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Bring on the tough stuff - there’s not just one right answer.
Why is freedom of choice such an important concept in this book? Do you believe "choice" is a predominantly American ideal? What would people in Communist China (or anywhere else with much stricter censorship) think about the matter? What would they think about the book?
Would the violent, nadsat-speaking modern youth be better off with RPGs (role-playing games) or worse off? In what ways could RPGs influence their behavior positively or negatively?
What does moral choice have to do with the concept of good and evil? How would you define good and of evil? Good and bad? Can a person who doesn't really know how to commit crime be viewed as a good person, or must she affirmatively decline to commit crimes to be viewed as such?
Are brainwashed people no longer people? Are they more like robots or children? What about people who have been indoctrinated with a certain religious philosophy; can they still be considered autonomous? How about people who have been manipulated subliminally through decades upon decades of masterful advertising?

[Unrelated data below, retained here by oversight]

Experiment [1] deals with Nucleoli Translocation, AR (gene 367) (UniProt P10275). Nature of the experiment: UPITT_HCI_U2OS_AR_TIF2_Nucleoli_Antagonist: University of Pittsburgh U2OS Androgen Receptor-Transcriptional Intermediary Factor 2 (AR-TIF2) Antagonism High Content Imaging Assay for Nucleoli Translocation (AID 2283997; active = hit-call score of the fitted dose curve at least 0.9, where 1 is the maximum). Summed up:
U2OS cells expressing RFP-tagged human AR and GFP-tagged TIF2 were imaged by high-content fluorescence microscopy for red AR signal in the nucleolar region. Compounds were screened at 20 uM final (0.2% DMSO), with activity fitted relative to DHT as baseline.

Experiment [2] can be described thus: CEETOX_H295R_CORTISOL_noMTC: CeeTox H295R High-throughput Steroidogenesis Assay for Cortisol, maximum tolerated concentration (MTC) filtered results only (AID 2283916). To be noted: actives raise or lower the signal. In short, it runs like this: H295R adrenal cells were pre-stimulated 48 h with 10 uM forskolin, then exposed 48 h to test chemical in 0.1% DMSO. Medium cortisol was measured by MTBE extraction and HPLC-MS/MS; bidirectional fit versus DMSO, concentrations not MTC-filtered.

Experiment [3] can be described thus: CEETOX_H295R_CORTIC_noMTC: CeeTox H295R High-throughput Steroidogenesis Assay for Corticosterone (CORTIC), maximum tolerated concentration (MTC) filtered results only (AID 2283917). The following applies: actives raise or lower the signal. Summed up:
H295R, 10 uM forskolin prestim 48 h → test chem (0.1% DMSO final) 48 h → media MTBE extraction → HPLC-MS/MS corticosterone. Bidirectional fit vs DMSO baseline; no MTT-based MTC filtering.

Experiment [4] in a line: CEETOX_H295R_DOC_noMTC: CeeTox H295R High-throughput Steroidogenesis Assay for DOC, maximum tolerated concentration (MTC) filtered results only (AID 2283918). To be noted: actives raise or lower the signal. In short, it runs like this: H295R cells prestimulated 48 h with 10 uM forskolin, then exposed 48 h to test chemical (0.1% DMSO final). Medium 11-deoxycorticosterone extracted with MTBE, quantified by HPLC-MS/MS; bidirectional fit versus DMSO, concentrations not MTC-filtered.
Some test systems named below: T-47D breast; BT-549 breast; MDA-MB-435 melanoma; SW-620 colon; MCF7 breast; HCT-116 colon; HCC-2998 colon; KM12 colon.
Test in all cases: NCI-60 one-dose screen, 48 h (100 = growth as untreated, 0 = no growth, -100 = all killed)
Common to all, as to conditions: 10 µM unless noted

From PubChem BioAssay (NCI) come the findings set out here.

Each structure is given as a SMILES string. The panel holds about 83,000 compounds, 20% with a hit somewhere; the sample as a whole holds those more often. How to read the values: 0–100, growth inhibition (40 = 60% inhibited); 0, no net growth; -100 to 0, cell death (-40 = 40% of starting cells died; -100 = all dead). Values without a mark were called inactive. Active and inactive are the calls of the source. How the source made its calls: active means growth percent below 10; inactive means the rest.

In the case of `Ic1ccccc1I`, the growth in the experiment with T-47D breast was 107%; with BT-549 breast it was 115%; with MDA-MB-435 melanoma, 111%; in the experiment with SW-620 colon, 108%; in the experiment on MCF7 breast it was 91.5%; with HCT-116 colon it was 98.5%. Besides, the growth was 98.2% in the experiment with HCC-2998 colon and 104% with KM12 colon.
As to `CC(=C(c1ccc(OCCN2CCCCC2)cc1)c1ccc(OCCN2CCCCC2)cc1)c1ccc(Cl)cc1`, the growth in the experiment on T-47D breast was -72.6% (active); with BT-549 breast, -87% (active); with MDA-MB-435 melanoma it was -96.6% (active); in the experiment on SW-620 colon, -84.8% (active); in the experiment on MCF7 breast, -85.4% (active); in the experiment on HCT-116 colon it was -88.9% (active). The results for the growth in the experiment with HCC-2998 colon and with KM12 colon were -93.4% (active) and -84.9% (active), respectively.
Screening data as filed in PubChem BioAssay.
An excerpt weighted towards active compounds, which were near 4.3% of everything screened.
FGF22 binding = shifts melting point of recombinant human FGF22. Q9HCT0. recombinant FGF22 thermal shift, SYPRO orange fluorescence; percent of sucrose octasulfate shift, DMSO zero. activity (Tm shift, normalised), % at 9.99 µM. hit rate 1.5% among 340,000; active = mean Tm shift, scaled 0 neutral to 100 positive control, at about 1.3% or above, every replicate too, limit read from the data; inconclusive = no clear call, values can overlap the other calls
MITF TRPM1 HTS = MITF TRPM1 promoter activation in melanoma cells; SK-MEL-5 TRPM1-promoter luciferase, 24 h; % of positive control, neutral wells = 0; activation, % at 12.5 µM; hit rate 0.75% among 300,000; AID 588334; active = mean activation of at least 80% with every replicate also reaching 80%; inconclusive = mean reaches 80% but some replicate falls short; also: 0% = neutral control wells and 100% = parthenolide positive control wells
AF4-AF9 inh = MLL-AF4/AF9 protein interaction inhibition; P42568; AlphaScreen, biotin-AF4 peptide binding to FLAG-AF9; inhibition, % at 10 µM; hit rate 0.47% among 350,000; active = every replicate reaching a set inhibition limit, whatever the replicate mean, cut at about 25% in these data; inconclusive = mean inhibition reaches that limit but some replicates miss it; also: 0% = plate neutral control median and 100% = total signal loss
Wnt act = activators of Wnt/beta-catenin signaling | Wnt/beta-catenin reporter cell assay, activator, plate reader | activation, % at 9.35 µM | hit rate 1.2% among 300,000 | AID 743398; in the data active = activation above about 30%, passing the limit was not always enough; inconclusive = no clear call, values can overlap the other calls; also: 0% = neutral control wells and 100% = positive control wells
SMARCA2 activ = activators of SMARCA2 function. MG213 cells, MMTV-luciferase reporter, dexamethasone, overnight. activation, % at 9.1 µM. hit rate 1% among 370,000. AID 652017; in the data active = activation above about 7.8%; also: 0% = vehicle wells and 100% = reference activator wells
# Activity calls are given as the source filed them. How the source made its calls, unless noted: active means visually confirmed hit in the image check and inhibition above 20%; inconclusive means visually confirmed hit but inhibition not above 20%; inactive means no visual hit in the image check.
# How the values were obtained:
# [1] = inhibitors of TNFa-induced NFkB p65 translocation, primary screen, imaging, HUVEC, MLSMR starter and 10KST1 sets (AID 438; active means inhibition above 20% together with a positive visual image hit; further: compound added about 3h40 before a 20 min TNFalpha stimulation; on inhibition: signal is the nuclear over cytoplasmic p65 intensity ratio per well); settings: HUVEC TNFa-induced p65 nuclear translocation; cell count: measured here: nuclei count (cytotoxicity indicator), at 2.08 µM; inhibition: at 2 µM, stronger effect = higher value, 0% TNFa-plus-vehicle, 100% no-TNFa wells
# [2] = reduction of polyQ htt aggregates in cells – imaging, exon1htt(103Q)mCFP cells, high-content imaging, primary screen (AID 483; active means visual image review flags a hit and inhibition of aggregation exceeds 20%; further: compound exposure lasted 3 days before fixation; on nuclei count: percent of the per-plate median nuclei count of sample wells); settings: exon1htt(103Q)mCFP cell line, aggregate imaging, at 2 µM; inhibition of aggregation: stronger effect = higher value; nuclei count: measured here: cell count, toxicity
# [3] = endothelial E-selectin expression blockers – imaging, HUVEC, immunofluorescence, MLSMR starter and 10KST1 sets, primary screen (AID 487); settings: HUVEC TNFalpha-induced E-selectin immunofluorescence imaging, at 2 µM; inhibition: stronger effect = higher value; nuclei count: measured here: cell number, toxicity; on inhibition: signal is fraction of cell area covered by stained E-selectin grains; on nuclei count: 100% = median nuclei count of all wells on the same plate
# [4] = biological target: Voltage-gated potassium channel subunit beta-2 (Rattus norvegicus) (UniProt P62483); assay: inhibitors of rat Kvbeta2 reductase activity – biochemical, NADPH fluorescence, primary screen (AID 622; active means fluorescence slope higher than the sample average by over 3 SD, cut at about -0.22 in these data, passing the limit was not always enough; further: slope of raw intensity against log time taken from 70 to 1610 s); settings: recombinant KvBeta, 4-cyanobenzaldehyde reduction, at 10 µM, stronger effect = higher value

Can language shape thought? Does society (and what happens in it) shape language and communication? If the youth in the book were not communicating in nadsat – which, arguably, may be conducive to violence – is it possible that they might act less violently? What is the importance of nadsat to the tenets of the book?
Based on what Alex thinks about in the last chapter, do you suppose that children can also be considered clockwork oranges? What is the significance of that reference? Why does Burgess reference it throughout the book? Who is the best example of a clockwork orange, and why?
Do you see a connection between violence and music? Why or why not? Why do you suppose Alex links the two? How coincidental is it that Ludovico's Technique also involves music? What is the significance of that?